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Sunday
Feb272011

Curation Isn't Good Enough; Audience Means Spectators

What's my function, professionally, existentially speaking: As a journalist? As a interactive documentary filmmaker? And who am I speaking with (n.b. didn't use 'talking to')?

What does a journalist do? Now, as before in history journalists aggregate information. It's just that the medium we use has been added to lately with social media. But journalists have always aggregated information. 

As social media blasted straight through journalism revenue models, the first belief was that 'content is king.' But that's been upended as well: 'curation is king.' 

The dictionary definitions: 

curator: One who manages or oversees, as the administrative director of a museum collection or a library.

curate:  a member of the clergy employed to assist rector or vicar.

What does curation mean? Affectively, oversight and control. Beckett's point is a good one too: museums are for things past. News is dynamic in that 'old' stories don't cease whence reported, they are dynamic, they have continued relevance. In one sense with the internets as kind of more complete than ever before archive of the way we live now, yes, journalism is curating snapshots. But this is simply a digression and not the primary point nor function.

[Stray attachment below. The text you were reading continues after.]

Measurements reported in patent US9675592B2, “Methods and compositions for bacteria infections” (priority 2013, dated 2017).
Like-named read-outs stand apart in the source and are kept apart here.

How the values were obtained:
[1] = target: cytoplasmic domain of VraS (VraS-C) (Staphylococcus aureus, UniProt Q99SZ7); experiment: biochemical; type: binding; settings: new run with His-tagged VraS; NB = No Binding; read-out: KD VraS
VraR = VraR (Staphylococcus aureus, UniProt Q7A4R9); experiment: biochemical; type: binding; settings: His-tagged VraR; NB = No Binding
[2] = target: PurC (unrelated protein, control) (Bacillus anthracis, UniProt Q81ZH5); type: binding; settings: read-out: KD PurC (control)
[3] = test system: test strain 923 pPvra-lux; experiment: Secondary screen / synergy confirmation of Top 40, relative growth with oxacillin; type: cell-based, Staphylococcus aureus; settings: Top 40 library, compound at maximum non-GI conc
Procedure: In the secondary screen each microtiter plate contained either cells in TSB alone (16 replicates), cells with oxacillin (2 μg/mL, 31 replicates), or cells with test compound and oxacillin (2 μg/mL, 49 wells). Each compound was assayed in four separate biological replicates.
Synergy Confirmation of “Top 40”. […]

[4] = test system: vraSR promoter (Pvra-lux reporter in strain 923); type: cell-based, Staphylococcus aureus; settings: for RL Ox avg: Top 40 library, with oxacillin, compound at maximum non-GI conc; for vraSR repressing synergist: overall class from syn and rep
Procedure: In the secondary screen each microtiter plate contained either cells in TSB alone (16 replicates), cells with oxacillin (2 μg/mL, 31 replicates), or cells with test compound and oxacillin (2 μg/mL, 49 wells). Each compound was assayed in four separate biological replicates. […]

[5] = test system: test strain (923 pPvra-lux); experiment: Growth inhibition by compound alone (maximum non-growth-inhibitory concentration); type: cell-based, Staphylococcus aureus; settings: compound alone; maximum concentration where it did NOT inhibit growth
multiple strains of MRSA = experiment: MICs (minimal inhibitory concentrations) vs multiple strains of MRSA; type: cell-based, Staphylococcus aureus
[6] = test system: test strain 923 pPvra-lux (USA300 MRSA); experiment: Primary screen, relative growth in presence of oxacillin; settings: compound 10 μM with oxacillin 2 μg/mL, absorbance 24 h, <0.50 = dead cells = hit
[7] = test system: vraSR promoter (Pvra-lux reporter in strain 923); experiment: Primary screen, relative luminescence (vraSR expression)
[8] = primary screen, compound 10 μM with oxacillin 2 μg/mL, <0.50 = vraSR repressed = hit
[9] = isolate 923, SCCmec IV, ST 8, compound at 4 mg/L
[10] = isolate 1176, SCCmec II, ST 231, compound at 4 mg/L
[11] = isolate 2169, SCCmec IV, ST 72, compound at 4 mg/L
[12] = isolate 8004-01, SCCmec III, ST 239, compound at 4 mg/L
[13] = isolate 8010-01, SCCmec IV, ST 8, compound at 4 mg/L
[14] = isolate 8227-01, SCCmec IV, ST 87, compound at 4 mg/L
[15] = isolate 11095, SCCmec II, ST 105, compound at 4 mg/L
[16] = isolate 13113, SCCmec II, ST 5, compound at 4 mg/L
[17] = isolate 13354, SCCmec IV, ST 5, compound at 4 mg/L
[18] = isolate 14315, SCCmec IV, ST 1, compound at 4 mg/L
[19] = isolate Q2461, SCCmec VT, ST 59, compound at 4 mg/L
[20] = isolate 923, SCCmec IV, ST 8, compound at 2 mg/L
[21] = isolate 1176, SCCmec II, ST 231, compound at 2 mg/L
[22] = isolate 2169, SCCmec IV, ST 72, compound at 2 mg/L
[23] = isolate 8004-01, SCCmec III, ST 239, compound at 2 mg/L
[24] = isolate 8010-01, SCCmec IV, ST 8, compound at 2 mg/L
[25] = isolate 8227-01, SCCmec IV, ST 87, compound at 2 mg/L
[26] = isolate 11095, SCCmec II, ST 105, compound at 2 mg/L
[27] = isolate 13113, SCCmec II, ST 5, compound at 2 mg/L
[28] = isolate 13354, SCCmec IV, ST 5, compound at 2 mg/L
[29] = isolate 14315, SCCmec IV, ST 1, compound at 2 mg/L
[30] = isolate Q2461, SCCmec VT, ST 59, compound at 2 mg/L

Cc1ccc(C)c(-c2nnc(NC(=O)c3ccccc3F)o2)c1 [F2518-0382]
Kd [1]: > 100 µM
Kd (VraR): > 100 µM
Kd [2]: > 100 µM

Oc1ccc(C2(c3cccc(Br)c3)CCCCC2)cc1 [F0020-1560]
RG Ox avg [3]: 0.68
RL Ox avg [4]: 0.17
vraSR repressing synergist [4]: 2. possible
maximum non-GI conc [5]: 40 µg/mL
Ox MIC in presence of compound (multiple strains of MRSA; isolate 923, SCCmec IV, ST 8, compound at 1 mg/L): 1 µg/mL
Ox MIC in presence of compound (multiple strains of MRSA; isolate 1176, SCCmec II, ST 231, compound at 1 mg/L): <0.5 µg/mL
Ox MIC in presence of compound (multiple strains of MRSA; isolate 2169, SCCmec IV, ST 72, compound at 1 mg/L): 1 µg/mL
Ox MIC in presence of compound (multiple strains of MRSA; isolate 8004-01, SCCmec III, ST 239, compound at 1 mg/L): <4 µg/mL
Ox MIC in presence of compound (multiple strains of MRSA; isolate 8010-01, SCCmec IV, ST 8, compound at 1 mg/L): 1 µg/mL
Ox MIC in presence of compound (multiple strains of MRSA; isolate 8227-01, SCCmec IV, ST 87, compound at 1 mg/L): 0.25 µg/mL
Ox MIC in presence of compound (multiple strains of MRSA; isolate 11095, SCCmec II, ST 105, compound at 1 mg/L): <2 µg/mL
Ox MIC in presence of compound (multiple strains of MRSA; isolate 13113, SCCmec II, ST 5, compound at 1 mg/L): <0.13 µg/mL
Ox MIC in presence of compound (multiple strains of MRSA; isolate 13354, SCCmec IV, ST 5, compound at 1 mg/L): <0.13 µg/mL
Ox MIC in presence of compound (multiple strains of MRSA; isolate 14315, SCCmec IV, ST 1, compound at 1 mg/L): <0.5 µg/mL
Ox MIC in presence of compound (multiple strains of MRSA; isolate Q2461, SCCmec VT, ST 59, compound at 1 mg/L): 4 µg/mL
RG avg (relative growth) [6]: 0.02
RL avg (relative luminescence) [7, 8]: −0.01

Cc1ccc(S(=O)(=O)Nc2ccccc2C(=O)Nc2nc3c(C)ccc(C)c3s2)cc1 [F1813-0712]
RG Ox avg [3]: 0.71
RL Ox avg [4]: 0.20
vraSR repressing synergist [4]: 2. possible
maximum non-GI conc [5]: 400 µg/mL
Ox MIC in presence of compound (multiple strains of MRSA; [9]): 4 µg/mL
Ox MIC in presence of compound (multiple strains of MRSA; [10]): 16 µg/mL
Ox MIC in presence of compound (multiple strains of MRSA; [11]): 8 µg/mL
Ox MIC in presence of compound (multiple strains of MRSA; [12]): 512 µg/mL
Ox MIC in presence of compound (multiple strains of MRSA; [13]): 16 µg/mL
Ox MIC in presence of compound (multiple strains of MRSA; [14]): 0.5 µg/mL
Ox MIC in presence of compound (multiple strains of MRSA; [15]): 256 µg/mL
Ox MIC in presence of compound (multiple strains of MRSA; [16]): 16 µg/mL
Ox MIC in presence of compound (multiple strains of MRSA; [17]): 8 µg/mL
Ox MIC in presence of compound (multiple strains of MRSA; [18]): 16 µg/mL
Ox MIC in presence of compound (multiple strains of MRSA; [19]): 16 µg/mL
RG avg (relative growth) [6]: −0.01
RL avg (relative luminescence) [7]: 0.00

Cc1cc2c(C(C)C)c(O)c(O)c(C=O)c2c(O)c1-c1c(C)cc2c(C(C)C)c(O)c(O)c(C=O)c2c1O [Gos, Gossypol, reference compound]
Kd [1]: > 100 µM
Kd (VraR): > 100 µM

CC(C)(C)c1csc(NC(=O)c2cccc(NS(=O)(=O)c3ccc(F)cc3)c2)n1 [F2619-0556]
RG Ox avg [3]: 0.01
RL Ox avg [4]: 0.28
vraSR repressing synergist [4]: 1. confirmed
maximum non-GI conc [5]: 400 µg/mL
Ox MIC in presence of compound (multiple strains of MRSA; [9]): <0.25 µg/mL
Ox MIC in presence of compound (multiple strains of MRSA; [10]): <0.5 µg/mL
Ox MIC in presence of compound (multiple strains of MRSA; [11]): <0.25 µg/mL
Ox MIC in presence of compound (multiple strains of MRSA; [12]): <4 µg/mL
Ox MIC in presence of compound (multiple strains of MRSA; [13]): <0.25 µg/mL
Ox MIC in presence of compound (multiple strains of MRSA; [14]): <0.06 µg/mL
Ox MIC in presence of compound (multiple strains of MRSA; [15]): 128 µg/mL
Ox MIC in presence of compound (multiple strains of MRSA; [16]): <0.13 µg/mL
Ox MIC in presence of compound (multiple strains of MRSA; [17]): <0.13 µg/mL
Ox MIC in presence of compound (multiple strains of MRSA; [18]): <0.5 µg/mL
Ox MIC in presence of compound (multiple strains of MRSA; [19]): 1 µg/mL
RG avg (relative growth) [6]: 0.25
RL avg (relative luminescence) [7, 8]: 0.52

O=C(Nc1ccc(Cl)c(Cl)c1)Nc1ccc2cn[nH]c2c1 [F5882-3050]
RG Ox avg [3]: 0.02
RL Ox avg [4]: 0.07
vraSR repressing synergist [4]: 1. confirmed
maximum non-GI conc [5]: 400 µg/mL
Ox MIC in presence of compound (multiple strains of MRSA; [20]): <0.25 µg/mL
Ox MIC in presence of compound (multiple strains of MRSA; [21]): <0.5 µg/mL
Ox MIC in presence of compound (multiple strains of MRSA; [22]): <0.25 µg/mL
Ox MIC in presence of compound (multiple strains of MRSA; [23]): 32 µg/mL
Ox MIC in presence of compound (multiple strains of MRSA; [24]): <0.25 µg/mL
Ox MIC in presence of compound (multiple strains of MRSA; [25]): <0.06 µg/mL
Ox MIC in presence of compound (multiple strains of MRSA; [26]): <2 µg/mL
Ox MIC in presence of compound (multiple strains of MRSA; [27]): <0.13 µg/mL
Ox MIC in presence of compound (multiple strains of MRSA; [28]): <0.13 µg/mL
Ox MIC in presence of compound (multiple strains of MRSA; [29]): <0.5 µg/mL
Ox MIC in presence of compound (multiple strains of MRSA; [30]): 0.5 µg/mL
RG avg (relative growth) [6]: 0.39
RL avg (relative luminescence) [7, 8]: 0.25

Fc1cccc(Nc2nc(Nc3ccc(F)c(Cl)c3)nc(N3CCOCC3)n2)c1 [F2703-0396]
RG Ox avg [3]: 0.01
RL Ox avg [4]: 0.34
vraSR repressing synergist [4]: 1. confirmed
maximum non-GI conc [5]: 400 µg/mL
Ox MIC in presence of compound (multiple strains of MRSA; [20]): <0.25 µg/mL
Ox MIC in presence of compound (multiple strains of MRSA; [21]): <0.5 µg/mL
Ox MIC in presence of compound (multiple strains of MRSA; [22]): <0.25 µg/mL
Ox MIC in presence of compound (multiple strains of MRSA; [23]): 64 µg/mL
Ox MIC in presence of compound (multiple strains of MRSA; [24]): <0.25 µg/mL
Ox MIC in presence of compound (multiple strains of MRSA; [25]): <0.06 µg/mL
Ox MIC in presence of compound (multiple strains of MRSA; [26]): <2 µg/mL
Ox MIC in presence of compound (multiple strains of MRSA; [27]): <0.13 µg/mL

Really journalists? We're overseers? I don't like the uni-directional and gatekeeper-esq overtones that has.  

Via @kevinmarks excellent blog post on content curation in mobile platforms and devices, Sarah Rotman Epps at Forrester Research wrote on curated computing, it's "A mode of computing where choice is constrained to deliver less complex, more relevant experiences."


I had the privilege earlier in the week to help edit Gerald Holubowicz's #idoc (interactive documentary) manifesto, in which he calls on webdoc makers to move on to focusing on interaction. We know that journalism today is about conversation.

Spot.us was possibly the first journalistic related interactive experience where Rosen's "the people formerly known as the audience" helped with the story: people could vote with their money on which stories needed to be told and even suggest stories that needed some serious investigative journalism.

And there was (pardon me, but I'm going to go cliche on you) the Iranian uprising of late where a HuffPo blogger used "the people formerly known as the audience" to assist him to aggregate, sift, and show (tell) the story of what was going on on the ground.